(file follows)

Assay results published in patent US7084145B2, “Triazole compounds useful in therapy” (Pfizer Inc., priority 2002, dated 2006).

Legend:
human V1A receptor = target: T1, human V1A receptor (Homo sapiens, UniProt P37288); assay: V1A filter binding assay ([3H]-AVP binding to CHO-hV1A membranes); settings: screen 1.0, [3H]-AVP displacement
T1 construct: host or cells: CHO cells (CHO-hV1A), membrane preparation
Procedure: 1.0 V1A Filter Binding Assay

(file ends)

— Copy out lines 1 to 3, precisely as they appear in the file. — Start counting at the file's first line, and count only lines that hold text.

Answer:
Assay results published in patent US7084145B2, “Triazole compounds useful in therapy” (Pfizer Inc., priority 2002, dated 2006).

Legend:
human V1A receptor = target: T1, human V1A receptor (Homo sapiens, UniProt P37288); assay: V1A filter binding assay ([3H]-AVP binding to CHO-hV1A membranes); settings: screen 1.0, [3H]-AVP displacement